The main aim ofthe Christian crusades was to liberate their holy land from theoccupation of the Muslims. On the other hand, the holy war againstthe Mongolians was fueled by the need to protect the people, theirreligious beliefs and their socio-economic wellbeing againstinvaders. At the same time, the Crusader war was considered as aresponsibility, one to protect the Christian values and to preventother religious philosophies from affecting their own. However, theencounter with the Mongols was considered as a punishment for sin,while other Christians believed that it was the start of the end ofthe world (Hashmi, 2012). While the crusades were fairly distributedacross Europe, the Mongol war was mainly concentrated in Jerusalem,and later around the papacy. Another significant difference was thatthere were senior Christian civilian figures who spearheaded theCrusades, while the main controllers of the war against the Mongolswere the Popes.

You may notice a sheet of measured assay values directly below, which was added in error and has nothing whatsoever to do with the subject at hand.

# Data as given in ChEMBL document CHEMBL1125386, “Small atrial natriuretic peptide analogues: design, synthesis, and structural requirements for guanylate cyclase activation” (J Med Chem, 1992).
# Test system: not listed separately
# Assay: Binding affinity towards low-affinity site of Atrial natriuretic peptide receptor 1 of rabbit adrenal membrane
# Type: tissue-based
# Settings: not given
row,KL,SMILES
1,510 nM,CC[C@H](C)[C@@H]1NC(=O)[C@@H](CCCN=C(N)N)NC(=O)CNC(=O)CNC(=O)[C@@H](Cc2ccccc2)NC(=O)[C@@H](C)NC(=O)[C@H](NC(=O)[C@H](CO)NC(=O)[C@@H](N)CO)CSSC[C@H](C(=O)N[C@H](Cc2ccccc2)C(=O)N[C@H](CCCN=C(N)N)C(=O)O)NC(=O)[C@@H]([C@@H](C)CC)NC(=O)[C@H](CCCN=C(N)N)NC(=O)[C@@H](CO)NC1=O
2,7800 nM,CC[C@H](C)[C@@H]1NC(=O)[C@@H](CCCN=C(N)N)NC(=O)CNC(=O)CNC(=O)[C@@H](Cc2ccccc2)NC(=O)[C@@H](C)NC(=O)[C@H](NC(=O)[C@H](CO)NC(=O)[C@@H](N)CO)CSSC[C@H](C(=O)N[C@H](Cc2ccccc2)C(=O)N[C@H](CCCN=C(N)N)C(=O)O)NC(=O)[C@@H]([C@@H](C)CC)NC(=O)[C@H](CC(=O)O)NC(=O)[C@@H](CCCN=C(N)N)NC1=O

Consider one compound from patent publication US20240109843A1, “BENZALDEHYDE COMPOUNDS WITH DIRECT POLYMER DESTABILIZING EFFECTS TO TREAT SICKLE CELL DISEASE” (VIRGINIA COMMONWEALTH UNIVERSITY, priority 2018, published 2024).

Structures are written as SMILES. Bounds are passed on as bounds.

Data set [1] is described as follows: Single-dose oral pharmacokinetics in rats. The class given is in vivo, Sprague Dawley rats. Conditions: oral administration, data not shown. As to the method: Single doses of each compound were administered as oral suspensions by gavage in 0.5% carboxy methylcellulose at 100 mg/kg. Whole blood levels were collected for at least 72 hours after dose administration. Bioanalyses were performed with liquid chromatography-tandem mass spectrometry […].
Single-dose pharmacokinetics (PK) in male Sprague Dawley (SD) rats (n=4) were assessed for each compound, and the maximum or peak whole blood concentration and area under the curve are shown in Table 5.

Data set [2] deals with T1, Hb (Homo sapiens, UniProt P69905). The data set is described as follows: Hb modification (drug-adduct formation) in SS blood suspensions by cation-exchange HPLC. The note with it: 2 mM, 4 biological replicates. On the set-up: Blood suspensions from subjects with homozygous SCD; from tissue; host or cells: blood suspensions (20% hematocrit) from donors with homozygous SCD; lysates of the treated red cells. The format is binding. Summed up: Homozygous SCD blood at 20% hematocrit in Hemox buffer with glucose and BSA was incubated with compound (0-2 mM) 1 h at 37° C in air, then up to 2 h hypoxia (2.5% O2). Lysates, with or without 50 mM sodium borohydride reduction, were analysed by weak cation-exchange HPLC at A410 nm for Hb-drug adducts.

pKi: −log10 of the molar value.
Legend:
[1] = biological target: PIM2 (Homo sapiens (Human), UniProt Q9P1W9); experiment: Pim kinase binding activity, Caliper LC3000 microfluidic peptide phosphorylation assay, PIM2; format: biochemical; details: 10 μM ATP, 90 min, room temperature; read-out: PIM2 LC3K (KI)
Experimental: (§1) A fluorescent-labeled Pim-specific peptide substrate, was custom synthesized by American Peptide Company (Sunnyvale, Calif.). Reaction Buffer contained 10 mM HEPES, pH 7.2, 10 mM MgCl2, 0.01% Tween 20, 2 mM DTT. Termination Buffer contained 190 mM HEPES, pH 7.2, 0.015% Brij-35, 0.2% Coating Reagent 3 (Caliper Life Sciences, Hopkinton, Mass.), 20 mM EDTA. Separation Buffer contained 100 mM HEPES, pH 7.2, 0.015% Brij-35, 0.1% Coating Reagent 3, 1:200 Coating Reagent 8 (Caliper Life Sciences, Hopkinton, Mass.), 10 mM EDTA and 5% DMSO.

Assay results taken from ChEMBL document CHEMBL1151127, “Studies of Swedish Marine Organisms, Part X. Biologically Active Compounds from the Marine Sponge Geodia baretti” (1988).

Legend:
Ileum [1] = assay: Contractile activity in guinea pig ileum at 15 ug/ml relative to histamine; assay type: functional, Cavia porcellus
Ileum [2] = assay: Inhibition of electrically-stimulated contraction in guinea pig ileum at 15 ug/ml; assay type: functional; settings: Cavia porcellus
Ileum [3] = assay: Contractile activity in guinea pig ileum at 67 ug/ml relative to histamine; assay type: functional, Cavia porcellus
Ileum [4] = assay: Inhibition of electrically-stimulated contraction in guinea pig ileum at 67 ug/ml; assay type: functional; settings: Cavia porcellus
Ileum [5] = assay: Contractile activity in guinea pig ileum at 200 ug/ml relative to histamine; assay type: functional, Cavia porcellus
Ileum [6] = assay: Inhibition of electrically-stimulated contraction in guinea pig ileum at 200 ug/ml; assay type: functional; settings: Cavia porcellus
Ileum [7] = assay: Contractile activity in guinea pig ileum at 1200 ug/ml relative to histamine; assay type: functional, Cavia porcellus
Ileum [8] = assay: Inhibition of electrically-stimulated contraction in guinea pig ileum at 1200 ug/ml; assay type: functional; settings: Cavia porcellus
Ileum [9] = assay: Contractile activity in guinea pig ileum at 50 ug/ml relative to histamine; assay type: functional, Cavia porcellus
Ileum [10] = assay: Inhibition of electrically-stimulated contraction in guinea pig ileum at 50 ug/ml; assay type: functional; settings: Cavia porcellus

References

Das Gupta, M., Zhenghua, J., Bohua, L., Zhenming, X., Chung, W., &ampHwa-Ok, B. (2003). Why is son preference so persistent in East andSouth Asia? A cross-country study of China, India and the Republic ofKorea.&nbspThe Journal of Development Studies,&nbsp40(2),153-187.

Duiker, W.J. &amp Spielvogel, J.S. (2015). World History. Mason,OH.

Hashmi, S.H. (2012). Just wars, holy wars, and Jihads: Christians,Jewish and Muslim encounters and exchanges.

Katz, V. J., &amp Imhausen, A. (2007).&nbspThe Mathematics ofEgypt, Mesopotamia, China, India, and Islam: A Sourcebook.Princeton University Press.

Verbrugghe, G. P., &amp Wickersham, J. M. (2001).&nbspBerossosand Manetho, introduced and translated: native traditions in ancientMesopotamia and Egypt. University of Michigan Press.